New York state crime records reveal that children in counties with above-average hunting participation are from four to seven times more likely to be molested than children in the crime-ridden Bronx. Psychological research sponsored by the U.S. Fish and Wildlife Service has identified a set of values and attitudes called dominionism, which most people have to some degree, but which hunters tend to have at close to twice the degree of nonhunters. Dominionism is essentially the idea that dominating another person or animal is fun. It also surfaces as a primary motive in studies of convicted sex offenders.

To see if there is in fact a relationship between rates of hunting and rates of molesting, ANIMAL PEOPLE recently compared the official New York state county crime rates with the county rates of hunting license sales.

Twenty-two comparisons were possible between rural counties of equal population density. In 20 of the 22, the county with the most hunters also had the most molestation. The exceptions involved Washington County, which had fewer hunters than two other counties of similar population density, but more molestation. However, the other counties in that comparison also had rates of molestation that run from three to four times higher than the statewide average.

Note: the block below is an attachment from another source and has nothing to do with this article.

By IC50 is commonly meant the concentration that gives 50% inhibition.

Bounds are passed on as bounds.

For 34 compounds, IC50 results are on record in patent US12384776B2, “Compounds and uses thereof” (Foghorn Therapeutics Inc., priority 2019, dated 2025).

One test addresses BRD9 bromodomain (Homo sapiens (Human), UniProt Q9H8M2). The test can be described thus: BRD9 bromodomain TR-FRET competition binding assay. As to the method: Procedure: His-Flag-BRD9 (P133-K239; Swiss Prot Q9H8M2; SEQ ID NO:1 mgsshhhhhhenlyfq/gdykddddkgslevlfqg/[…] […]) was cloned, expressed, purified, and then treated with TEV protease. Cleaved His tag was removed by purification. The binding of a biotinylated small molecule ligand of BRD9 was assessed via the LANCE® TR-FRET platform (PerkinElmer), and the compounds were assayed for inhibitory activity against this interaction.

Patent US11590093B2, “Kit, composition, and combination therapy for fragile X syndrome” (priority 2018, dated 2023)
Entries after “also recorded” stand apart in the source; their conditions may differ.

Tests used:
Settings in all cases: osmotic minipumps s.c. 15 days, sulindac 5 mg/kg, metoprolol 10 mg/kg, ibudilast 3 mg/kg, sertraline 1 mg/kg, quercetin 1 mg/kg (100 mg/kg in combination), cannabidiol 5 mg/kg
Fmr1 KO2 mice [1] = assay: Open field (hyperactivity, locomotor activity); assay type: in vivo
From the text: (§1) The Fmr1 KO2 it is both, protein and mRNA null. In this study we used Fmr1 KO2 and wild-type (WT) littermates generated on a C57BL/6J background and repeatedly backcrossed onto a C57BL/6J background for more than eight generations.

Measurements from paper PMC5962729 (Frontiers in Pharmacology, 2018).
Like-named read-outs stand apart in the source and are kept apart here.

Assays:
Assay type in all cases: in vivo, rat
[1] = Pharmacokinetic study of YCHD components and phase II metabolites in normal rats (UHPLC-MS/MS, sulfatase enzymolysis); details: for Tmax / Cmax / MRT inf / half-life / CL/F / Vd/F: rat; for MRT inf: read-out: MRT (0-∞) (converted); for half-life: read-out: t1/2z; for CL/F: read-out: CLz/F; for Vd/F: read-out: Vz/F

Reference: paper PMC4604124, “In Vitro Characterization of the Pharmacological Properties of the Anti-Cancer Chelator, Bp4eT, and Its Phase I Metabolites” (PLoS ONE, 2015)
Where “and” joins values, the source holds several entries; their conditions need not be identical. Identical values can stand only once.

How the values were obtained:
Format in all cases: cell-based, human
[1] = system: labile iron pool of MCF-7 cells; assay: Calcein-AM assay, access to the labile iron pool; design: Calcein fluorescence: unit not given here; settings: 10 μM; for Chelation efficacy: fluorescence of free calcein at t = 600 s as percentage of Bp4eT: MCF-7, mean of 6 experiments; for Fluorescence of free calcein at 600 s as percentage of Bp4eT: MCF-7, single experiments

Of the 50 counties with above-average rates of molestation, 47 had above-average hunting participation when New York City was excluded from the statistics; with NYC included, all 50 had above-average hunting participation. Only four of the 32 counties with the highest rates of molestation were below the median hunting density--and only one of the 21 counties with the highest rates of molestation.

What is the Effect of Hunting on Families?